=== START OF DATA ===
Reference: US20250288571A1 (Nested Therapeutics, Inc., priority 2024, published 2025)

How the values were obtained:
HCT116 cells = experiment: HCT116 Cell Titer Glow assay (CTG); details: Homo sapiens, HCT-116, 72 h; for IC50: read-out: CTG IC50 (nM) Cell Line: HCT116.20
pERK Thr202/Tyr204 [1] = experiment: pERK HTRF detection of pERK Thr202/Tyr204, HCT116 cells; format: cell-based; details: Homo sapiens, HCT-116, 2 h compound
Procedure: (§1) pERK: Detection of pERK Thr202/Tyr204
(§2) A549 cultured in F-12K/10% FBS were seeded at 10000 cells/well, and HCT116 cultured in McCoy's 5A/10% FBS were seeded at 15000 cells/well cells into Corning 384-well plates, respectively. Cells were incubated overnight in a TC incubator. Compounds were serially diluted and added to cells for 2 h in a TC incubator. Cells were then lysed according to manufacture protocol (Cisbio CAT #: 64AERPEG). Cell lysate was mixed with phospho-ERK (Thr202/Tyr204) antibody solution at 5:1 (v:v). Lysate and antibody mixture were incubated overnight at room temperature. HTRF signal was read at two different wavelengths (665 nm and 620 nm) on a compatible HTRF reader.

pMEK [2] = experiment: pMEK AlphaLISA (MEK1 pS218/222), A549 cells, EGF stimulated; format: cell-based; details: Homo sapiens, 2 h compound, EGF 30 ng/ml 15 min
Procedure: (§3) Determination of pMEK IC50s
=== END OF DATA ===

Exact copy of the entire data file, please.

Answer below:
Reference: US20250288571A1 (Nested Therapeutics, Inc., priority 2024, published 2025)

How the values were obtained:
HCT116 cells = experiment: HCT116 Cell Titer Glow assay (CTG); details: Homo sapiens, HCT-116, 72 h; for IC50: read-out: CTG IC50 (nM) Cell Line: HCT116.20
pERK Thr202/Tyr204 [1] = experiment: pERK HTRF detection of pERK Thr202/Tyr204, HCT116 cells; format: cell-based; details: Homo sapiens, HCT-116, 2 h compound
Procedure: (§1) pERK: Detection of pERK Thr202/Tyr204
(§2) A549 cultured in F-12K/10% FBS were seeded at 10000 cells/well, and HCT116 cultured in McCoy's 5A/10% FBS were seeded at 15000 cells/well cells into Corning 384-well plates, respectively. Cells were incubated overnight in a TC incubator. Compounds were serially diluted and added to cells for 2 h in a TC incubator. Cells were then lysed according to manufacture protocol (Cisbio CAT #: 64AERPEG). Cell lysate was mixed with phospho-ERK (Thr202/Tyr204) antibody solution at 5:1 (v:v). Lysate and antibody mixture were incubated overnight at room temperature. HTRF signal was read at two different wavelengths (665 nm and 620 nm) on a compatible HTRF reader.

pMEK [2] = experiment: pMEK AlphaLISA (MEK1 pS218/222), A549 cells, EGF stimulated; format: cell-based; details: Homo sapiens, 2 h compound, EGF 30 ng/ml 15 min
Procedure: (§3) Determination of pMEK IC50s